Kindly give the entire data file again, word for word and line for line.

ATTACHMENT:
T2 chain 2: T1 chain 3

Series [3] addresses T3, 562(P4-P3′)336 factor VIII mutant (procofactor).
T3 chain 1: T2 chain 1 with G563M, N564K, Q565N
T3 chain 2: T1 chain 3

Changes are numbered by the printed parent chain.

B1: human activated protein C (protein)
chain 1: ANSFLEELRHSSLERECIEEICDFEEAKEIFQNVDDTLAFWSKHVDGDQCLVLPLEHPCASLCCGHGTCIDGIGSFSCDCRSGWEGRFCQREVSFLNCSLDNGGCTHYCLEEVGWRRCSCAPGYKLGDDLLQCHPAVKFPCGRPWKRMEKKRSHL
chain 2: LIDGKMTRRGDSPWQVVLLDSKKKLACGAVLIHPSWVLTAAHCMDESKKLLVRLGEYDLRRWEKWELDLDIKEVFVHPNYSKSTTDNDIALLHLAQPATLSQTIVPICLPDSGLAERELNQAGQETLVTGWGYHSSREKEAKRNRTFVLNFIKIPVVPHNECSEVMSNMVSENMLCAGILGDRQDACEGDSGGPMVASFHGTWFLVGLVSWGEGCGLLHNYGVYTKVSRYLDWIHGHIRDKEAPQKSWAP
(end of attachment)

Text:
T2 chain 2: T1 chain 3

Series [3] addresses T3, 562(P4-P3′)336 factor VIII mutant (procofactor).
T3 chain 1: T2 chain 1 with G563M, N564K, Q565N
T3 chain 2: T1 chain 3

Changes are numbered by the printed parent chain.

B1: human activated protein C (protein)
chain 1: ANSFLEELRHSSLERECIEEICDFEEAKEIFQNVDDTLAFWSKHVDGDQCLVLPLEHPCASLCCGHGTCIDGIGSFSCDCRSGWEGRFCQREVSFLNCSLDNGGCTHYCLEEVGWRRCSCAPGYKLGDDLLQCHPAVKFPCGRPWKRMEKKRSHL
chain 2: LIDGKMTRRGDSPWQVVLLDSKKKLACGAVLIHPSWVLTAAHCMDESKKLLVRLGEYDLRRWEKWELDLDIKEVFVHPNYSKSTTDNDIALLHLAQPATLSQTIVPICLPDSGLAERELNQAGQETLVTGWGYHSSREKEAKRNRTFVLNFIKIPVVPHNECSEVMSNMVSENMLCAGILGDRQDACEGDSGGPMVASFHGTWFLVGLVSWGEGCGLLHNYGVYTKVSRYLDWIHGHIRDKEAPQKSWAP